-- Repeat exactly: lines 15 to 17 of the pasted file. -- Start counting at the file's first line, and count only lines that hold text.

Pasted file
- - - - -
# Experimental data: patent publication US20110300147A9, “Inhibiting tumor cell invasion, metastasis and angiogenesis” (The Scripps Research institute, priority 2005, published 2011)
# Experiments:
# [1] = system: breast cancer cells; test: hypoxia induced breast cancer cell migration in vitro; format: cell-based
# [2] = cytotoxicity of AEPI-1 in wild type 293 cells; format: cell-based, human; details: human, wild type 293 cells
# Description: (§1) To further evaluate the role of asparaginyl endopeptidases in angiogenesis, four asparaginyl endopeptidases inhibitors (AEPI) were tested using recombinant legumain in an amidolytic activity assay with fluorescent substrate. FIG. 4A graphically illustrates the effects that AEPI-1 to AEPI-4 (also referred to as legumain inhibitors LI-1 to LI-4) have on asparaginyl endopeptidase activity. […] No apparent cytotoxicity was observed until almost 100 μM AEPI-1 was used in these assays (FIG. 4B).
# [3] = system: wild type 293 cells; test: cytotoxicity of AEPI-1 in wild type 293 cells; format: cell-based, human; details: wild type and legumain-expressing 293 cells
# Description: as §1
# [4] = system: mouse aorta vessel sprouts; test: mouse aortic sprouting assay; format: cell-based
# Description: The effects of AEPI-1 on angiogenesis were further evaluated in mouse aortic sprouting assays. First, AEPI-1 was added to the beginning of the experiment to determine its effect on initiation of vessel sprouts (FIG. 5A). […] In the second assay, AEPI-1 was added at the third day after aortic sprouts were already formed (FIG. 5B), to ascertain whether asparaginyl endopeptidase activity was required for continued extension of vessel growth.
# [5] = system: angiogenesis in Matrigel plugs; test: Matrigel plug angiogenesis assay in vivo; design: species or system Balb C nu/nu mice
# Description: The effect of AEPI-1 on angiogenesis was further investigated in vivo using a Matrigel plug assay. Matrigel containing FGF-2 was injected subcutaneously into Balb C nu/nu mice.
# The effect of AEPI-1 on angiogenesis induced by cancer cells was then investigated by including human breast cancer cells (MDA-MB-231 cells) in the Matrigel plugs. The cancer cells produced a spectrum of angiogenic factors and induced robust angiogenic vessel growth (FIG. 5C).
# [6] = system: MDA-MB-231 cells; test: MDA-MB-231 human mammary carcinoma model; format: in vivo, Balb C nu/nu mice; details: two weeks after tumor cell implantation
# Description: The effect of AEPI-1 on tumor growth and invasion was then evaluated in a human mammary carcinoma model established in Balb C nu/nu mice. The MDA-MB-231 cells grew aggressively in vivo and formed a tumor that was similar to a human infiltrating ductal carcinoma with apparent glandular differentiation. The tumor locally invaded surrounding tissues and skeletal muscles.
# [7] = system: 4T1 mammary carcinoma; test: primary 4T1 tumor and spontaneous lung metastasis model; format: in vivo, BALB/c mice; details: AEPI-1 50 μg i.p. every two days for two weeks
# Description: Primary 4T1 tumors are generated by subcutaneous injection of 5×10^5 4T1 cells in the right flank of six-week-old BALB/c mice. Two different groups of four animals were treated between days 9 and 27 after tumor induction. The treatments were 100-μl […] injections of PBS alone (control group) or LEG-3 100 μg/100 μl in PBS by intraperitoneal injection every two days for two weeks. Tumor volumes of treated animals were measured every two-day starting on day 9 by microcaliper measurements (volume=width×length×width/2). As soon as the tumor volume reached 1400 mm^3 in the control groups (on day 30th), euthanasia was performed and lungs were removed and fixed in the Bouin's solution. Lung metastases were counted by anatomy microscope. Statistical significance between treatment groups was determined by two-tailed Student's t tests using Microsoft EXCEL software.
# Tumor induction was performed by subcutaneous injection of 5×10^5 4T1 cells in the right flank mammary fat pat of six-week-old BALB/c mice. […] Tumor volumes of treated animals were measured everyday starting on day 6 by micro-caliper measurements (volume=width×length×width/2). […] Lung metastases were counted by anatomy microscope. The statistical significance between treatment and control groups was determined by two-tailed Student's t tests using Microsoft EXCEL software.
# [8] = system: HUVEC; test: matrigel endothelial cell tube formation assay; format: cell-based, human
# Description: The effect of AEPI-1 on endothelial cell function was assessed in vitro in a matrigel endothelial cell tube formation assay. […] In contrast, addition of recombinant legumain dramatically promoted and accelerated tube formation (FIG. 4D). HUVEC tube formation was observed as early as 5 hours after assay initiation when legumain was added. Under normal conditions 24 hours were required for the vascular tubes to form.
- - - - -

# [7] = system: 4T1 mammary carcinoma; test: primary 4T1 tumor and spontaneous lung metastasis model; format: in vivo, BALB/c mice; details: AEPI-1 50 μg i.p. every two days for two weeks
# Description: Primary 4T1 tumors are generated by subcutaneous injection of 5×10^5 4T1 cells in the right flank of six-week-old BALB/c mice. Two different groups of four animals were treated between days 9 and 27 after tumor induction. The treatments were 100-μl […] injections of PBS alone (control group) or LEG-3 100 μg/100 μl in PBS by intraperitoneal injection every two days for two weeks. Tumor volumes of treated animals were measured every two-day starting on day 9 by microcaliper measurements (volume=width×length×width/2). As soon as the tumor volume reached 1400 mm^3 in the control groups (on day 30th), euthanasia was performed and lungs were removed and fixed in the Bouin's solution. Lung metastases were counted by anatomy microscope. Statistical significance between treatment groups was determined by two-tailed Student's t tests using Microsoft EXCEL software.
# Tumor induction was performed by subcutaneous injection of 5×10^5 4T1 cells in the right flank mammary fat pat of six-week-old BALB/c mice. […] Tumor volumes of treated animals were measured everyday starting on day 6 by micro-caliper measurements (volume=width×length×width/2). […] Lung metastases were counted by anatomy microscope. The statistical significance between treatment and control groups was determined by two-tailed Student's t tests using Microsoft EXCEL software.